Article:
…The Hero is Defeated timeline in the Legend of Zelda annoys me. I understand the need for a timeline where Ganondorf ran free only to eventually be sealed by the seven sages without the help of Link, but there is an easier way to reach that conclusion. They could follow the rule of time travel that, whenever something foreign enters a new timeline, it causes that timeline to split off and allows for a new timeline to be created. So when Link travels to the future, he could end up splitting the timeline just by arriving there. So in A Link to the Past, the hero could have just never arrived.
So, it’s been announced by Square Enix that Final Fantasy XV has not only been able to break even for the company, after 5 million copies were shipped or downloaded, but such a feat was accomplished on the game’s launch. Now, this should not be surprising, as most games are expected to either turn a profit or break even when they begin being sold, with additional profit and revenue coming from additional content and later sales.
However, this news came from the same person, the director of XV, Hajime Tabata, who previously claimed that in order for Final Fantasy XV to be a profitable endeavor, it would need to sell a lifetime total of ten million units. He could have been referring to the DLC, updates, anime, film, and extensive marketing that went into this game, but that only raises the question of how much money did Square Enix dump into this project as a whole. I’d say I would like to know, but I want to hold some level of respect for the company.
Going back a few months, regular readers will recall that I was positively pumped at the announcement that the daughter raising simulator, Princess Maker 2 Refine, was being released in English, officially, for the very first time. The updated and localized version of the game apparently did well for its western publisher CFK, as they are bringing over the enhanced version of the first Princess Maker game, Princess Maker Refine, to the west in just a few days from the sound of it. Meaning I have yet another title to put on my list of games to purchase
As part of a footnote in a far larger event, Netflix has announced that they are making a Castlevania television series. The first part of the first season of which is due to release sometime later on in this year. While this does sound like it came out of nowhere, it is not. If anything, this project has been around in some shape or form, with some of the same people working on it, since 2006, and has seen blips of life since then. Considering Netflix’s track record on delivering quality shows and how this project has proven to be resilient enough to survive this long, I am at the very least incredibly curious about what exactly this is.
It’s possible to look at this and see it as Konami trying to reclaim consumer trust, but then they went and announced Bombergirl. Bombergirl is an arcade game spin-off to Bomberman that focuses on anime girls blowing each other’s clothes off in competitive four versus four battle arenas that are supposedly based on traditional Bomberman stages, but look overly complex based on the few screenshots shown. Good job Konami, you brought a franchise back into the limelight and are not making an exploitative ecchi game out of it.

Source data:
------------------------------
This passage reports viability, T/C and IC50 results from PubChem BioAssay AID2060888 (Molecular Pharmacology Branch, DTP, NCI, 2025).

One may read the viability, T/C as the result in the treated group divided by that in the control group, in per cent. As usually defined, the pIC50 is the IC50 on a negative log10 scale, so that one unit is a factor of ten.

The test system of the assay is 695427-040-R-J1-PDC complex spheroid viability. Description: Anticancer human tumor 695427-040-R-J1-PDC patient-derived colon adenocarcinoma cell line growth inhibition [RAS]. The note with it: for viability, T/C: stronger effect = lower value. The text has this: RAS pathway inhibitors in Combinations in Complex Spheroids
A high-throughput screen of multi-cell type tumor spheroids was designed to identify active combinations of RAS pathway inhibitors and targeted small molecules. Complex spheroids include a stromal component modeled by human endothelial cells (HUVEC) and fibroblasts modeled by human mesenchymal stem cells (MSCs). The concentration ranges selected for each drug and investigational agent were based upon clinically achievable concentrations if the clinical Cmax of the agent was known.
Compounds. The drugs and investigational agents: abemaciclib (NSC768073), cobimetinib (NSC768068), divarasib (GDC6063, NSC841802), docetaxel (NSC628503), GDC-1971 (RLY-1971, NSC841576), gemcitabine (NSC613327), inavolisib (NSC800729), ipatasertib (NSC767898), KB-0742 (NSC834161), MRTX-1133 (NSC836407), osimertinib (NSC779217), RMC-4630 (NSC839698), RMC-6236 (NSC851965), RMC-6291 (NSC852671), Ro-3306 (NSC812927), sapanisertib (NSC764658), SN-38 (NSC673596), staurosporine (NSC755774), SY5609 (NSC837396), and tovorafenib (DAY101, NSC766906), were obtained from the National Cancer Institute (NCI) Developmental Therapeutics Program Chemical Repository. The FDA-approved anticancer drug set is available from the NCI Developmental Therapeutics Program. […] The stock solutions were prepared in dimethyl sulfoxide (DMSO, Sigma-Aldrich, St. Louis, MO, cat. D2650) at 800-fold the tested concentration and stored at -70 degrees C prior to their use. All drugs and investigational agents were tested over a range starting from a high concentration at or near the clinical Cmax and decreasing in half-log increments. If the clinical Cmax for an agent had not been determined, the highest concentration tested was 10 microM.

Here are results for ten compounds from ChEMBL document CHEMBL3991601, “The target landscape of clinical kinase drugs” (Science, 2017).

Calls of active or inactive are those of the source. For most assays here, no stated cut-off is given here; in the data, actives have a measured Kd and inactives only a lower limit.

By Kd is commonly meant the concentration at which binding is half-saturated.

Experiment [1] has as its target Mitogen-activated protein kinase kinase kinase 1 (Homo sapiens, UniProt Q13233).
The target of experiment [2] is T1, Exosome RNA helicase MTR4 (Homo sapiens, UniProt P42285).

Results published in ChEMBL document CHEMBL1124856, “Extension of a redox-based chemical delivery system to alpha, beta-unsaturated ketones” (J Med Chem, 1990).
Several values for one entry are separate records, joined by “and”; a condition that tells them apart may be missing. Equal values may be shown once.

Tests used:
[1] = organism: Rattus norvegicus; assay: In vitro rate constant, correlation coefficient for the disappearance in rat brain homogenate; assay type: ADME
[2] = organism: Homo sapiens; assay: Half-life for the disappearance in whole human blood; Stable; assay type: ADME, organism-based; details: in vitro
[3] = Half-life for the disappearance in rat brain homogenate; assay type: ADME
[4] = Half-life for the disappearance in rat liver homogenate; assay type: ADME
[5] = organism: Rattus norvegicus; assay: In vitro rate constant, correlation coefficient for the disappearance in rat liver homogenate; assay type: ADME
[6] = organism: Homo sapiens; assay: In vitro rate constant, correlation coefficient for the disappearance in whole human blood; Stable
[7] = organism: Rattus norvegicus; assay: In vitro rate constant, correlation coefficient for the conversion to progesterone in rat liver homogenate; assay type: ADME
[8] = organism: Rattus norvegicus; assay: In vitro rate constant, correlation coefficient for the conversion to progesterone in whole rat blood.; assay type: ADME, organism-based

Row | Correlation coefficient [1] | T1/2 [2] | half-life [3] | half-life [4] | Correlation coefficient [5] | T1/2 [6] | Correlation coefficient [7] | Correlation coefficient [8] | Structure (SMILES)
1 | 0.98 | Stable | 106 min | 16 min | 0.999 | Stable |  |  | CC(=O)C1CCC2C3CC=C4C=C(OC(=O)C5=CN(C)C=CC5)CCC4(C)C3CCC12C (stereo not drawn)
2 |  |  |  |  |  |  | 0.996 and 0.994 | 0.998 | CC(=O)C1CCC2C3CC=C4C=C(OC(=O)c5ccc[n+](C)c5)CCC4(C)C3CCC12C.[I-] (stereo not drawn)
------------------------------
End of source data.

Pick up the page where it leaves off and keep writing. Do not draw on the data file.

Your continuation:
News popped up that E3 2017 will be open to the public for the first time in company history, which is a rather loaded topic that I’ll try to breeze through. One, E3 has always been open to the public in some way. People with loose retail connections, barely active game blogs, or just managed to sneak into the event have been attending it for years and years. Two, it is because of them that E3 is such a noisy, smelly, and overheated event, as there are literally thousands of people wandering around.
Three, this news will not affect major press and media sites because they do things via appointments, which are often in closed rooms away from the show floor. Lastly, while attending E3 has been a dream of sorts for many video game enthusiasts, it is really just another convention, like PAX but with a more corporate feel and less cosplayers.
For the past few months, Humble Bundle has been publishing several games via their Humble Monthly service, which seems like a pretty bad plan to me, even if it did give way to Cat Girl Without Salad. However, they appear to be moving away from that questionable distribution model and instead are focusing on becoming a more traditional publisher of games spanning multiple platforms, genres, styles, and budgets. This new initiative is beginning with seven games, most notably the 3D platformer A Hat In Time. I wish them the best of luck, as there are a lot of great games out there waiting to be made, and less risk averse publishers are needed if they are going to be brought to life.
Oh, but that’s hardly the problem on Steam, where the market has become with oversaturated with low quality titles. It was a negative side effect to Valve opening the floodgates with Greenlight, and now it appears they are finally doing away with that process… or at least replacing the system in a way that does not seem to fully address the problem. This new process, called Steam Direct, hopes to use a price wall to discourage talentless developers from putting their games on Steam. When Valve should really just create a team to test games from unknown developers to ensure a level of compliance. That, and remove the notorious garbage that is currently littering the storefront.
Header image source: Brellom